— Published 27 September 2021

Luc Tardif: ‘Diplomacy is needed’


This was a historic weekend for the French sports movement. In only a few hours, two of its leaders secured a presidential seat in an international federation of an Olympic sport.

David Lappartient was the first to do so, on Friday, September 24th, with a second term at the head of the International Cycling Union (UCI). This was expected. The Breton was the only candidate.

Luc Tardif followed him the next day. The native of Trois-Rivières, Canada, who arrived in France at the end of the 1970s to pursue his career as a player, was elected in St. Petersburg as the new president of the International Ice Hockey Federation (IIHF). He succeeds Swiss René Fasel, who has been in office for 27 years.

Luc Tardif’s victory was much less expected. The Frenchman was up against four rivals. At 68 years old, he won in the 4th round of voting, beating the favourite, the German Franz Reindl, with 67 votes against 39 for his last competitor.

Elected for a five-year term, Luc Tardif became the 14th president of the international body. Just elected, he received congratulations from Vladimir Putin, the Russian President, and Thomas Bach, the IOC President. The day after his victory, he answered the questions of FrancsJeux.

FrancsJeux: You were not the favourite, but you came out on top in each round of voting. What made the difference, especially against the German Franz Reindl, supported by the Russian camp?

Luc Tardif: I was the last of the five candidates to enter the campaign, but throughout the summer I went on a virtual world tour. I met with 95% of the IIHF member national federations by video conference. I wanted them to explain to me what they expected, so I listened to them. Then I tested some of my ideas with them. Talking to people face-to-face for an hour and a half, even in virtual mode, is quite rare. In such a context, people talk more easily than at a conference. All this allowed me to build my programme, which I had constructed from my own convictions. I called this phase of my campaign the co-construction process. I published my programme very late, on September 7th, for an election scheduled for the 25th of the same month. But I knew that it corresponded to a certain reality. Then I had to convince people. People wanted change. A dynamic was created. But this victory is also the work of an entire team.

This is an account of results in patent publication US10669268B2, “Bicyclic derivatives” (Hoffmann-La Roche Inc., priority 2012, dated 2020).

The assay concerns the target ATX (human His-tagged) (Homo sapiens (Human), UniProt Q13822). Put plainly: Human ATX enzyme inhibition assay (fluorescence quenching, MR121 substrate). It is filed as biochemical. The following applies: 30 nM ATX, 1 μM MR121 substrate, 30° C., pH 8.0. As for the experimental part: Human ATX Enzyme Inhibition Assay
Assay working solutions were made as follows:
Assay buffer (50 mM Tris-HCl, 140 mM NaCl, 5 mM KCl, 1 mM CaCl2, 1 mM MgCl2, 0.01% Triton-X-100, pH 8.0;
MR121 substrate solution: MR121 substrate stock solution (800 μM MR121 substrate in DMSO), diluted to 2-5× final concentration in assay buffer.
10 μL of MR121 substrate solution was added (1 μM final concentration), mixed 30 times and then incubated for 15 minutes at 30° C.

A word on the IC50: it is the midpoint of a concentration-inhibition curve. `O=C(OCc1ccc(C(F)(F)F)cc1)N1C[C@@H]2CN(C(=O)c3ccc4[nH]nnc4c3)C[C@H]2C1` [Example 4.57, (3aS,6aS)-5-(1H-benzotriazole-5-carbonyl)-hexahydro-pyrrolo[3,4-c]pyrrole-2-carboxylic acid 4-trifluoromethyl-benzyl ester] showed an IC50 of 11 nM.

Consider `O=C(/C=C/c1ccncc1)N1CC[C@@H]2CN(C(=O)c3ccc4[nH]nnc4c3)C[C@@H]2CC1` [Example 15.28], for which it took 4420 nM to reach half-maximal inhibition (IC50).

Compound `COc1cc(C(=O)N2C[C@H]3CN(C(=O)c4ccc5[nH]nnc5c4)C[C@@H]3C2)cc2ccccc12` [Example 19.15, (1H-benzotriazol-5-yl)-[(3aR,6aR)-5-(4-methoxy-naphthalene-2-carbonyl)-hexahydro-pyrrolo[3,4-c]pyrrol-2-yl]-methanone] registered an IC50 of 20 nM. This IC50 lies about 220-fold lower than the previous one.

What did René Fasel, your predecessor, say to you after your election?

I think he was a bit surprised by the turn of events. I’m even sure of it. He saw a desire for change expressed by the federations. The IIHF is in very good shape, especially financially, the foundations are solid. But with now 80 member federations, an imbalance has developed between the big nations and the smaller ones. Diplomacy is now needed.

What is the first issue you will deal with during your term as President?

The 2022 Winter Games in Beijing and the presence of NHL players. We have an agreement, but we will have to finalise and sign this agreement in principle with all the parties, including the Chinese organising committee. Everything seems to be on track, but we have to be careful because we don’t know yet what the sanitary situation and the measures decided by the Chinese will be. We will have to decide on a deadline after which, if things go wrong, the qualifying countries could turn to a plan B.

Are the Beijing 2022 Games a major event for the development of ice hockey?

It is obvious. The main development potential is there, and more widely in Asia. Many sports have understood this. The NHL has also understood that the business and merchandising prospects are very important. We must not miss this event, it will be more important than PyeongChang 2018 and Milan-Cortina 2026. The sanitary conditions remain unknown, as does the presence of spectators. But the Tokyo Games have shown that even without spectators, the Olympic event can be a great success.

During your campaign, you told us that if you were elected, you would very quickly gather your rivals to work together. Is this still the case?

Of course it is. And we did not wait. On Saturday evening, after the election, we held a first meeting of the executive committee. Half of it was renewed. With the four other candidates, we had decided on a sort of pact to get us up and running as soon as the election was over, regardless of who won the election. There are many issues to be dealt with: the Beijing Games, the appointment of commissions, the designation of a new secretary general… There is no time to lose.